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Old 01-12-2014, 10:03 PM   #71
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Concrete Footings for a Detached Garage???


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I'm getting ready to pour a slab for a 20' by 25' metal building in southern New Jersey. Do I have to go to the frost line, about 32 inches here, for a footing for a detached building? Is a floating slab an alternative?
It depends on the building codes in your community but in most cases the answer to your question would be yes you have to go down to the frost line.
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Old 01-13-2014, 07:45 AM   #72
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Concrete Footings for a Detached Garage???


I'll have to disagree with the poster above and say that for most DETACHED structures, you will NOT need to go below the frost line. But as said, your local codes will govern this.......
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Old 01-13-2014, 08:50 PM   #73
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Concrete Footings for a Detached Garage???


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Originally Posted by canyonbc View Post
To bring up the driveway, like I said in a earlier post I want to do a 24' x 20' driveway.

I wanted to dig down 10'' and compact the soil.

We are on a mix of mainly clay with large (8'' - 24'') pieces of granite.

Then put a layer of gravel and compact it - 6''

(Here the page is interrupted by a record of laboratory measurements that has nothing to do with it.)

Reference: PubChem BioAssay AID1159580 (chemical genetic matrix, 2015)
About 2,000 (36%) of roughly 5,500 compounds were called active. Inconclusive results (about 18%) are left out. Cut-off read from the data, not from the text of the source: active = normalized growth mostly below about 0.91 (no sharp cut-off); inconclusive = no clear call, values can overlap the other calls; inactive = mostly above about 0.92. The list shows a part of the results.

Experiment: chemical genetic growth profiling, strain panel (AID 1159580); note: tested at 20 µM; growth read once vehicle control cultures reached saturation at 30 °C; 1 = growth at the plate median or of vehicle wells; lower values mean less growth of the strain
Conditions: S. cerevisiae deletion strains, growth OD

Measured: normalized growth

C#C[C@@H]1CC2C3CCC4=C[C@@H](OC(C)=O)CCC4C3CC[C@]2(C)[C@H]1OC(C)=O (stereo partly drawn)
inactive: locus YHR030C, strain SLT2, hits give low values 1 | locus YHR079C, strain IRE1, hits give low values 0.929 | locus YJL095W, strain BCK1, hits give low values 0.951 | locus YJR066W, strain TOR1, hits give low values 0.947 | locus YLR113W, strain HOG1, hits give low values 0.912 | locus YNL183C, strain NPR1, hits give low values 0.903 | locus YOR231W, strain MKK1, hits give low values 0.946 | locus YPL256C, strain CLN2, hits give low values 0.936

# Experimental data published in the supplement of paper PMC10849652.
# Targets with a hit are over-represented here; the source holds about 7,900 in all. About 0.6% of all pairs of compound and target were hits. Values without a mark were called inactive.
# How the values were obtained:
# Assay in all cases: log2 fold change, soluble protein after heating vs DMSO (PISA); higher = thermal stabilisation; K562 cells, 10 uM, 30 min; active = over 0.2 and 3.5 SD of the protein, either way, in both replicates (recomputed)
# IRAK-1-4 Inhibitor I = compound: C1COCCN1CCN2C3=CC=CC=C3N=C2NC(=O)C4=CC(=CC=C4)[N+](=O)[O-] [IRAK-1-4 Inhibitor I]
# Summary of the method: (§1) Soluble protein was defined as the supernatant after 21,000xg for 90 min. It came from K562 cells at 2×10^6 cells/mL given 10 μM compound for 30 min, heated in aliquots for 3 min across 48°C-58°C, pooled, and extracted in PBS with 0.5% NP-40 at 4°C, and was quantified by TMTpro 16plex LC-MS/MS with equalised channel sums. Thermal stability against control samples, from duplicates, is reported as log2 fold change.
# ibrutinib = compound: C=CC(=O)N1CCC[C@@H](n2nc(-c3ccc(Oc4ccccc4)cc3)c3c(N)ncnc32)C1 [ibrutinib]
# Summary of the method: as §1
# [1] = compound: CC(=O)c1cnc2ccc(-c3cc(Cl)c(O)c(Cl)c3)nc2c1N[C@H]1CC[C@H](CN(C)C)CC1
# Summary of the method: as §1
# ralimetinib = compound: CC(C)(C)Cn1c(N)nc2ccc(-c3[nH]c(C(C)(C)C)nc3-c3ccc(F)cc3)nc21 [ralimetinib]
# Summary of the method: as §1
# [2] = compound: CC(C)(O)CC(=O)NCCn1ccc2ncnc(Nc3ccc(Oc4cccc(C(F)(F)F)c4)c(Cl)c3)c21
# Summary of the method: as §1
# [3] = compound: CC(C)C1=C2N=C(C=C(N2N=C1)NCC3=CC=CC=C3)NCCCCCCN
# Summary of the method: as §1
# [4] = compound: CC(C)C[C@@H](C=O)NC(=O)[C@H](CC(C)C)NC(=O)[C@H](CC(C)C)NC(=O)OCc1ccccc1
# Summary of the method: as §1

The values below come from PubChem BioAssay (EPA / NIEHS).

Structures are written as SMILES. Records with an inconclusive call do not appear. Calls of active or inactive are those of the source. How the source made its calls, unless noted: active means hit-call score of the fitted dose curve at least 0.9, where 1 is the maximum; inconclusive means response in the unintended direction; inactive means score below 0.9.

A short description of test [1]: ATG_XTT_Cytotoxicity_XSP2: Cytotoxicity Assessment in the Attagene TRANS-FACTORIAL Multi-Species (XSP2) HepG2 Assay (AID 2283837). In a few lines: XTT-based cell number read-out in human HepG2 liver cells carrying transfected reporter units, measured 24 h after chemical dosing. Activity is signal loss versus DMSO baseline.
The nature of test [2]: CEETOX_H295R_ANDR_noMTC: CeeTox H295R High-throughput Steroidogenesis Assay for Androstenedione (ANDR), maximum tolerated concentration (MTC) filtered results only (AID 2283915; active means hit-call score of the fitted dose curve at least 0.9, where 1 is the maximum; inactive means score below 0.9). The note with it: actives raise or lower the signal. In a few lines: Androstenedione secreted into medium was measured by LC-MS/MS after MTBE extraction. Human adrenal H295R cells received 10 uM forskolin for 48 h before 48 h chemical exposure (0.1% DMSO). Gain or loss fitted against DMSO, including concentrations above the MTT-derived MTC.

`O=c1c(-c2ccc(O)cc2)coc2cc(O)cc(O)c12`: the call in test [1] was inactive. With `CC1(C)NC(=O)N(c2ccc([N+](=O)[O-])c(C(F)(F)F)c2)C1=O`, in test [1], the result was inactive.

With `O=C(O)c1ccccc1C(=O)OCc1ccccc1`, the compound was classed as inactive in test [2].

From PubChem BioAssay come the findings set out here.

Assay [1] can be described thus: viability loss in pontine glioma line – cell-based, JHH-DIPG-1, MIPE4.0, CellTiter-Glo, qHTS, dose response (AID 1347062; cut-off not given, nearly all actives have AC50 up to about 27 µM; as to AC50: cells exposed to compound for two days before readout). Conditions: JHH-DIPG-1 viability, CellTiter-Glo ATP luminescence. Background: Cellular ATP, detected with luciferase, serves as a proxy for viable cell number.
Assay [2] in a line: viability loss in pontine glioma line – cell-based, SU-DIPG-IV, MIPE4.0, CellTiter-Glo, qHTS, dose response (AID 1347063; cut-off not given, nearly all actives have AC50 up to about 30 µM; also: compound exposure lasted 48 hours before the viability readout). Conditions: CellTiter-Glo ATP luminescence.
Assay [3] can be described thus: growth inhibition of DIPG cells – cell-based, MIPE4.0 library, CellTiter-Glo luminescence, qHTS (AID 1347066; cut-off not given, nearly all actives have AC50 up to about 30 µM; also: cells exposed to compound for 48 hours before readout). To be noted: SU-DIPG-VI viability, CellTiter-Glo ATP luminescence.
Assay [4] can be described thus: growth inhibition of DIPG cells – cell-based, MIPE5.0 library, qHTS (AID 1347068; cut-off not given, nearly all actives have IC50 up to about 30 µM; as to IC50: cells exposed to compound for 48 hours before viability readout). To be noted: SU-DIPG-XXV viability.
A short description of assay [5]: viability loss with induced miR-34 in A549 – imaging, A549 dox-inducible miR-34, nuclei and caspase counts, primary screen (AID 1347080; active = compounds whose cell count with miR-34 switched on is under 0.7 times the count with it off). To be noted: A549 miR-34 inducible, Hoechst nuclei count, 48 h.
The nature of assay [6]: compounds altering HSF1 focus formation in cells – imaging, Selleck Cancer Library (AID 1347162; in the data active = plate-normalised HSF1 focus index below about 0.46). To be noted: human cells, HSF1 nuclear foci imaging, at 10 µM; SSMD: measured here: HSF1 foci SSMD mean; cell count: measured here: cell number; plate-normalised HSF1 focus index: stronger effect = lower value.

Then a 4'' slab 2500 psi

Draining away from the garage (not sure yet on the pitch)

I was going to put # 3 bars 18'' o.c. going both ways so I would have a bunch of 18'' x 18'' squares. The rebar would sit on chairs.

Or I am thinking about 10'' x 10'' wire mesh on 2 1/2'' dolbies with rebar near the perimeter 2 - # 3 bar sitting on chairs.

On the sides I was going to dig down 2 feet in down to six inches and this where the rebar would sit it the wire mesh

What does everyone think, open to thoughts positive and negative here to learn.

You need to bump up to at least 3000 psi for your driveway and better yet 3500psi.
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Old 01-13-2014, 09:44 PM   #74
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Concrete Footings for a Detached Garage???


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You need to bump up to at least 3000 psi for your driveway and better yet 3500psi.
You do realize that's a 4 year old post.......................